Raimund Brichta is one of the stock market veterans on German television. He built up n-tv’s business news. He has moderated the Telebörse since 1992. In the FOCUS online interview, Brichta talks about his career, the stock market and dealing with stage fright.

FOCUS Online: How would you summarize your career so far?

Raimund Brichta: At the beginning of my career, I twice acted against the advice of others and was spot on: A careers advisor advised me not to do a traineeship immediately after graduation, which the business news agency VWD had offered me. I’d better go to university first and then start at a “real” news outlet, he said. His words “Nobody knows VWD” are still in my ears today. I started at VWD anyway, did my traineeship there and was then able to finance my studies by working as an editor at VWD on the side.

And mistake number two?

Brichta: A few years later I ignored advice from the then managing director of VWD: he warned me not to go to the Tele-Börse. The show won’t be around much longer because the funding is shaky, he said. That was in 1989. The Tele-Börse still exists today, but VWD is long gone.

In the 1990s, as head of the economics department, you set up the said tele exchange at ntv. What were the biggest challenges?

Brichta: The greatest challenge was also a great opportunity: Up until then, there had never been any TV stock market reporting for the general public, and some people pointed out that something like that wasn’t even possible. We have shown that it is possible and even found many imitators.

At that time, shares were considered “gambling” by many. Did you want to fight prejudice with information?

Brichta: Yes.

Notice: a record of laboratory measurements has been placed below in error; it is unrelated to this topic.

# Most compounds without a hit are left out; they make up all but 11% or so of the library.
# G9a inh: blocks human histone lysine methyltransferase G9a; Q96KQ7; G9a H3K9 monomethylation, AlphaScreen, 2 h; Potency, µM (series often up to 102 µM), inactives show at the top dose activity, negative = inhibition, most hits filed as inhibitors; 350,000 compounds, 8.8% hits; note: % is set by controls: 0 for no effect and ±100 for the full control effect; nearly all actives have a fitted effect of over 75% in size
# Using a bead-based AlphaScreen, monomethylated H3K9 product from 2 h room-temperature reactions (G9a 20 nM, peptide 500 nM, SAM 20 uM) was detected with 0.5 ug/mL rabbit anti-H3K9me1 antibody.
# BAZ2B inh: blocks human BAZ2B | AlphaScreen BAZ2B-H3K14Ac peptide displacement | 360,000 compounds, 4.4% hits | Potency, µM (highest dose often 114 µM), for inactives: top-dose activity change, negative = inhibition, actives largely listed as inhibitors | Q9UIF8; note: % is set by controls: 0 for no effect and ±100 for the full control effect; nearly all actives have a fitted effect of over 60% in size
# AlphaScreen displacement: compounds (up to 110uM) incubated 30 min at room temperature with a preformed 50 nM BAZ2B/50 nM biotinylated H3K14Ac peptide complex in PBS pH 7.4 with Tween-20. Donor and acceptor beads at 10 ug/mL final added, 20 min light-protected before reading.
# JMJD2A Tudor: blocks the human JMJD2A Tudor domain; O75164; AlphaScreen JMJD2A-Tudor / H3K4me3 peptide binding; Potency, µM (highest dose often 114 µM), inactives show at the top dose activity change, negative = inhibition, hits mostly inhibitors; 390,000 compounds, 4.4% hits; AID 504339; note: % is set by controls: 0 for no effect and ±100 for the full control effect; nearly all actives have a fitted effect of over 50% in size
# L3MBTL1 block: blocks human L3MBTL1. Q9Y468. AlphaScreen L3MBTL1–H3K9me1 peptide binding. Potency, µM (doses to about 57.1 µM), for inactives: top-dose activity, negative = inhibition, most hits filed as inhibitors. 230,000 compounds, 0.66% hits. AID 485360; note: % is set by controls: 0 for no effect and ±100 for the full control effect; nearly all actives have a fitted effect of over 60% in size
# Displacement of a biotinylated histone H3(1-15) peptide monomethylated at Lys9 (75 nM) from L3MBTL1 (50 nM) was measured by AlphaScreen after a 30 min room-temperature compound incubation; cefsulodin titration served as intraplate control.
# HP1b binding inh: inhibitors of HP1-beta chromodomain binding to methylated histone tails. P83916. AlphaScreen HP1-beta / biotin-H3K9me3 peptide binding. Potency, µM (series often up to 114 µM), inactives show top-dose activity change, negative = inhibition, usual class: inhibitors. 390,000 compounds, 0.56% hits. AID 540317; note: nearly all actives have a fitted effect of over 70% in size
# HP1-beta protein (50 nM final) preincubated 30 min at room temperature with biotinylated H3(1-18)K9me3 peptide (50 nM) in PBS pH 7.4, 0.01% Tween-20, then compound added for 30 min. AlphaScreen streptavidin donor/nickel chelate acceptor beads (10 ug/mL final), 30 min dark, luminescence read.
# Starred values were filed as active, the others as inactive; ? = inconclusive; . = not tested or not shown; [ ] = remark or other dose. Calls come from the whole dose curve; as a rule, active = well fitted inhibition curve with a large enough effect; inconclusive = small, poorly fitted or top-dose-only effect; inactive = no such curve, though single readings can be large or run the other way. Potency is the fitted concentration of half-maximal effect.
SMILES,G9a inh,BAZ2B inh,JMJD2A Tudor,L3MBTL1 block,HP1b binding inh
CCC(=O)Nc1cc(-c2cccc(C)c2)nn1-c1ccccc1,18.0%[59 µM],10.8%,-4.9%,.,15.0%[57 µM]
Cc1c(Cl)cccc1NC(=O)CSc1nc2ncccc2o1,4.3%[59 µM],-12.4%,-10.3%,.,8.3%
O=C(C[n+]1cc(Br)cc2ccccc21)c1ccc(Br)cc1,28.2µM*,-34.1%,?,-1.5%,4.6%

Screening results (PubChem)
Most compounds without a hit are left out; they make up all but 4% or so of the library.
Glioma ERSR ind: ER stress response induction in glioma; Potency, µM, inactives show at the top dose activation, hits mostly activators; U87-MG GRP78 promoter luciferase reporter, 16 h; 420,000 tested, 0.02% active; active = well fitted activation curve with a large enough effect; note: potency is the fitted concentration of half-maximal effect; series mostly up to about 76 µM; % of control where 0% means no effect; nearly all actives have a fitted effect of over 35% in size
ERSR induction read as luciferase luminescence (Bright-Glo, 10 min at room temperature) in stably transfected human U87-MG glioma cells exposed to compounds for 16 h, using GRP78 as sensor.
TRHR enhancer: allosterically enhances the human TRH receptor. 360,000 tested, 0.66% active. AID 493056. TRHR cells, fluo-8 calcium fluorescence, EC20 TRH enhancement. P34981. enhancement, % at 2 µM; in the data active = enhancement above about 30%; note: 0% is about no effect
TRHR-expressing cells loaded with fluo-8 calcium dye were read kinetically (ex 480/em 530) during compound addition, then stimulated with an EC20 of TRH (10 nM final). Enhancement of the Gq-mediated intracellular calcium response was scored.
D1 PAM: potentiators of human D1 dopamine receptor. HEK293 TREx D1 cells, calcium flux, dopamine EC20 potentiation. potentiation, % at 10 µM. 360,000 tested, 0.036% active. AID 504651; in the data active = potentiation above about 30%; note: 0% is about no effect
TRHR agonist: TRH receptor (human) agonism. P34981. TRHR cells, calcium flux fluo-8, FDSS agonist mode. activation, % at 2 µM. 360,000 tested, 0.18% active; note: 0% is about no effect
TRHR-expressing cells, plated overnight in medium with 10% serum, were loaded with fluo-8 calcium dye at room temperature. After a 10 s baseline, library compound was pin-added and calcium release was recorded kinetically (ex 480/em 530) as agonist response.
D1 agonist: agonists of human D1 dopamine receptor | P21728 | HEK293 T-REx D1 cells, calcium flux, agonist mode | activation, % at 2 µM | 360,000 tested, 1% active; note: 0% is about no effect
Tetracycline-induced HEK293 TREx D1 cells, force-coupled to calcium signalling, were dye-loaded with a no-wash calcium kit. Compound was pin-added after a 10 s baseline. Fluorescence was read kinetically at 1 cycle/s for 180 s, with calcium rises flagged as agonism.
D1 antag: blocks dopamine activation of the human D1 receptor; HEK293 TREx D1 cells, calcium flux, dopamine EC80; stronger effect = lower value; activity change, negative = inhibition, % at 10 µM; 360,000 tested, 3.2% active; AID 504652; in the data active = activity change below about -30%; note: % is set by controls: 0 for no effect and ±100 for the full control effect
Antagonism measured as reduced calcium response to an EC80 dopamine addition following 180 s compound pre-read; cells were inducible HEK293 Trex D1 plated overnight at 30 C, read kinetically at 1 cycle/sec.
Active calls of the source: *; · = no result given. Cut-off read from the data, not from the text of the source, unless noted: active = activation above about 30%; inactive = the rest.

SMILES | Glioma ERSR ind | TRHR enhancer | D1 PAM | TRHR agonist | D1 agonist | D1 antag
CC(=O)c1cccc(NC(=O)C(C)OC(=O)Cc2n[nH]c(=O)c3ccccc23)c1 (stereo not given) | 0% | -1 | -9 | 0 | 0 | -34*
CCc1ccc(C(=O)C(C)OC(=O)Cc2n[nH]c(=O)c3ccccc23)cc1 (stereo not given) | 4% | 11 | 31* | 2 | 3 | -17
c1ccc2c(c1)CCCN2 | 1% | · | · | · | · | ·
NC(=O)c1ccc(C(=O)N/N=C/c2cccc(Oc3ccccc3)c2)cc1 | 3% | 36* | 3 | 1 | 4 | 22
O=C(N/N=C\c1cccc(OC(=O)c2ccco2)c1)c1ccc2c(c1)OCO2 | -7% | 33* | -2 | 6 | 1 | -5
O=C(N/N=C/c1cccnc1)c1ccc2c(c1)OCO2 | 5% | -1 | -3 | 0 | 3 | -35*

to your television career. Do you struggle with stage fright when broadcasting live?

Brichta: In the beginning, of course, I had stage fright too. But overcoming it comes naturally over time – and that’s because live performances eventually become second nature because you do them so often.

What is your advice for dealing with stage fright?

Brichta: Stage fright only comes about when our own brain plays tricks on us. We think about suddenly being watched by so many people and not being allowed to do anything wrong anymore. My advice to those who cannot benefit from the habituation effect just mentioned: turn your tension into a positive one! Look forward to being able to say or show something to others. And always keep in mind: Mistakes are allowed in front of the camera, too.

Speaking of which, what was the craziest experience you’ve had while watching TV?

Brichta: The craziest thing was also the coolest: I was able to be there for n.tv in the gallery of the New York Stock Exchange when the closing bell rang. That was a once-in-a-lifetime experience. And everyone could see at the time that I was in a good mood for the occasion.

How can you prepare for appearances in front of the camera? What tips do you have for confident rhetoric?